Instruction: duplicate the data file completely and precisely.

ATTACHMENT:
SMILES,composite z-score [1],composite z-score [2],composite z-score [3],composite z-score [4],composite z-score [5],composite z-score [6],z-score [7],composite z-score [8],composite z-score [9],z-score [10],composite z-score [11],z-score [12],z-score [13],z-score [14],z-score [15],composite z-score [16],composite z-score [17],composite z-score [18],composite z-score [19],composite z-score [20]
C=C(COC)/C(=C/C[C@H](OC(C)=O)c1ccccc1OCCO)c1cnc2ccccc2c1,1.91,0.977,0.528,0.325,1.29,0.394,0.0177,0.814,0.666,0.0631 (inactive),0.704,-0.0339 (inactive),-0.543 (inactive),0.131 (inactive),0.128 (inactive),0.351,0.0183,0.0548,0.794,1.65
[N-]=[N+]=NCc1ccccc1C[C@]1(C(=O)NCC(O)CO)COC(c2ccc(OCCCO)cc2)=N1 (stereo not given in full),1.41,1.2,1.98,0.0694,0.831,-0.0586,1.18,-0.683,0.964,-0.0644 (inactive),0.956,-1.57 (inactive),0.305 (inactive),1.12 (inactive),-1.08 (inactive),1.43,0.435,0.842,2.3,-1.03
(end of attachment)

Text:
SMILES,composite z-score [1],composite z-score [2],composite z-score [3],composite z-score [4],composite z-score [5],composite z-score [6],z-score [7],composite z-score [8],composite z-score [9],z-score [10],composite z-score [11],z-score [12],z-score [13],z-score [14],z-score [15],composite z-score [16],composite z-score [17],composite z-score [18],composite z-score [19],composite z-score [20]
C=C(COC)/C(=C/C[C@H](OC(C)=O)c1ccccc1OCCO)c1cnc2ccccc2c1,1.91,0.977,0.528,0.325,1.29,0.394,0.0177,0.814,0.666,0.0631 (inactive),0.704,-0.0339 (inactive),-0.543 (inactive),0.131 (inactive),0.128 (inactive),0.351,0.0183,0.0548,0.794,1.65
[N-]=[N+]=NCc1ccccc1C[C@]1(C(=O)NCC(O)CO)COC(c2ccc(OCCCO)cc2)=N1 (stereo not given in full),1.41,1.2,1.98,0.0694,0.831,-0.0586,1.18,-0.683,0.964,-0.0644 (inactive),0.956,-1.57 (inactive),0.305 (inactive),1.12 (inactive),-1.08 (inactive),1.43,0.435,0.842,2.3,-1.03